Do something scary with your spouse this Halloween!

Do something scary with your spouse this Halloween!

Other common fears, like those associated with social situations, new experiences, certain animals, heights, etc., are all relatively easy to conquer with this rational approach (though it’s certainly easier to talk about than do). But the point here isn’t to talk about getting over your fears – it’s to help you understand how fear and excitement can improve your marriage.

Facing your fears is a huge accomplishment, and when you face them, your interpretation of the scenario changes to excitement! These feelings of excitement and accomplishment not only pump your brain full of happy chemicals, they also prime you for building a connection with people who are sharing in your experience, namely your spouse.

Making it through a harrowing adventure will bring you closer together. Making the choice to face something you’re afraid of (with your spouse close at hand for support) will make you feel invincible as a pair, able to face nearly any challenge as long as you’ve got each other for support.

Seeking excitement is also a great way to build your story together. In the wake of an exciting experience, you have a new memory to share with friends and family, and the improved strength of your connection to one another will remain long after the excitement has faded.

Sometimes the experiences we fear are opportunities for excitement in disguise, and perhaps understanding the value of sharing these experiences with our spouses will help motivate us to face theses uncertain situations with confidence.

In helping each other transform fear to excitement, couples show each other a deep level of support, and ultimately strengthen the relationship emotionally and psychologically.

Halloween offers some great opportunities for some “scares” as well! Even if it isn’t legitimately facing a fear that bothers you in an ongoing way, watching scary movies, visiting haunted houses, and other fright-themed holiday activities can give you that little jolt (somewhere between fear and excitement) that primes your mind and body for connection.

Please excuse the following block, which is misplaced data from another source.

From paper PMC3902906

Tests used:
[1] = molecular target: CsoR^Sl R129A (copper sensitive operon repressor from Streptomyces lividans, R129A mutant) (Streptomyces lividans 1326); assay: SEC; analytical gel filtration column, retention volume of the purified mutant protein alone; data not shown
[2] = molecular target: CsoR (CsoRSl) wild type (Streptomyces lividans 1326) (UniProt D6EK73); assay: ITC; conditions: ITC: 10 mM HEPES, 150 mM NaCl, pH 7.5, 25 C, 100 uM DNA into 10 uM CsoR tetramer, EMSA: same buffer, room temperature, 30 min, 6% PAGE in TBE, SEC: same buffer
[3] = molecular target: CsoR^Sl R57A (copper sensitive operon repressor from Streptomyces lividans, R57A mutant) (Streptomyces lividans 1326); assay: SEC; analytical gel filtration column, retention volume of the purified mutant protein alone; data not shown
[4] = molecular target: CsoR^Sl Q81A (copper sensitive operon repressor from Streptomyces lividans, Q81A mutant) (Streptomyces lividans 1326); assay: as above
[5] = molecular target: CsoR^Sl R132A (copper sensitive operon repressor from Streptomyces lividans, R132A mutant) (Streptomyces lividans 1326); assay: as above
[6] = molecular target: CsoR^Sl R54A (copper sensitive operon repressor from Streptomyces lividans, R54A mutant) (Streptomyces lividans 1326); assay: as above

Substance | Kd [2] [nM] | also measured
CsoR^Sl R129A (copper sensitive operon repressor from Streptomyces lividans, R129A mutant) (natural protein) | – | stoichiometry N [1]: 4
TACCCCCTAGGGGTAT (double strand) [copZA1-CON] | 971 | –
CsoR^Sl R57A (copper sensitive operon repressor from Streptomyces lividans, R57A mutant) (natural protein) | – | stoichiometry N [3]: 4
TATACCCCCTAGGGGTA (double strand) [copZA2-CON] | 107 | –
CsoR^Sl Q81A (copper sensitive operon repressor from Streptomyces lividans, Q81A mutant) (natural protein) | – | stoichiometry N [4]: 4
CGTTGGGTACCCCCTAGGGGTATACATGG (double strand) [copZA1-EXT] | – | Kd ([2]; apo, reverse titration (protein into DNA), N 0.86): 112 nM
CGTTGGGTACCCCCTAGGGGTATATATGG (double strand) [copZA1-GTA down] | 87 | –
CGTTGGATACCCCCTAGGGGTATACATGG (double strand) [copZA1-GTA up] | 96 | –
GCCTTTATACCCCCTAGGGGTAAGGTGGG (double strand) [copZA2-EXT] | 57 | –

Whether it’s something Halloween themed, or facing a larger fear, doing it together will help to strengthen the bond you share. Try it out!

For more advice on how to strengthen your marriage, check out the StrongMarriageNow System today!

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Dr. Dana Fillmore and Amy Barnhart, co-Founders, StrongMarriageNow.com

Perhaps you've heard before that January is “divorce month” - and it's true! Statistically speaking, the beginning of the year sees a huge spike in divorce filings, and many attorneys report the same experience.

Why January? Well, one of the largest possible reasons can be found in the stress of the holidays - and in the resulting New Year's resolutions. Think about it - from Halloween on, trough Thanksgiving and Christmas, families are spending money, spending time with in-laws, stressing about costumes or gifts for the kids, entertaining visitors, and so much more. All of this can stack up and cause stress in a marriage - and if things are already rocky, you may lash out at each other…

Don't be part of the divorce statistic!

Don't be part of the divorce statistic!

For couples already struggling, this time of year can really put the relationship to the test, and after the holiday fray is over, they may be ready to call it quits. Unfortunately, many of the couples that become part of this yearly statistic don't realize how the time of year may be affecting them. Add the fact that, for many people, this time of year also means less than pleasant weather, seasonal depression, and the like - and you can see how external factors can take a toll on an already troubled relationship.

So, what can be done?

First and foremost, make the time to work on your marriage. Even outside of this “troublesome” time of year, if you're feeling disconnected, arguing constantly, having trouble in the bedroom, and so on - you HAVE to address it! Even if the conversation is difficult to have, your marriage is doomed if you aren't willing to address the issues coming between you.